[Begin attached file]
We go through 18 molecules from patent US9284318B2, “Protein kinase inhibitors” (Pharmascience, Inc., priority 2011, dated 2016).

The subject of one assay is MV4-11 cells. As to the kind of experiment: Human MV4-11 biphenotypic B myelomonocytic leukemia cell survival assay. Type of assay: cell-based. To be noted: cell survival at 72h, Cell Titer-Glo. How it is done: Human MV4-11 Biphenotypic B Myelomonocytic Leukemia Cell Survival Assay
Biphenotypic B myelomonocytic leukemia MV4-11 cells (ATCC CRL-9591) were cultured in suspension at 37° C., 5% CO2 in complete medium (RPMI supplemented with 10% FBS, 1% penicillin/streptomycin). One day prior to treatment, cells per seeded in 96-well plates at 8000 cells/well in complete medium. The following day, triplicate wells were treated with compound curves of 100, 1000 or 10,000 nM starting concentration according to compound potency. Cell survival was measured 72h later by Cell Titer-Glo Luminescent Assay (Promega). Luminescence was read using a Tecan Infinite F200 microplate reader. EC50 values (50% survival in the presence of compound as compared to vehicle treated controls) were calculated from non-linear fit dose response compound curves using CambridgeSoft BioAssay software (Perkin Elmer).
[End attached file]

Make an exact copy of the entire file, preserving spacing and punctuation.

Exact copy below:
We go through 18 molecules from patent US9284318B2, “Protein kinase inhibitors” (Pharmascience, Inc., priority 2011, dated 2016).

The subject of one assay is MV4-11 cells. As to the kind of experiment: Human MV4-11 biphenotypic B myelomonocytic leukemia cell survival assay. Type of assay: cell-based. To be noted: cell survival at 72h, Cell Titer-Glo. How it is done: Human MV4-11 Biphenotypic B Myelomonocytic Leukemia Cell Survival Assay
Biphenotypic B myelomonocytic leukemia MV4-11 cells (ATCC CRL-9591) were cultured in suspension at 37° C., 5% CO2 in complete medium (RPMI supplemented with 10% FBS, 1% penicillin/streptomycin). One day prior to treatment, cells per seeded in 96-well plates at 8000 cells/well in complete medium. The following day, triplicate wells were treated with compound curves of 100, 1000 or 10,000 nM starting concentration according to compound potency. Cell survival was measured 72h later by Cell Titer-Glo Luminescent Assay (Promega). Luminescence was read using a Tecan Infinite F200 microplate reader. EC50 values (50% survival in the presence of compound as compared to vehicle treated controls) were calculated from non-linear fit dose response compound curves using CambridgeSoft BioAssay software (Perkin Elmer).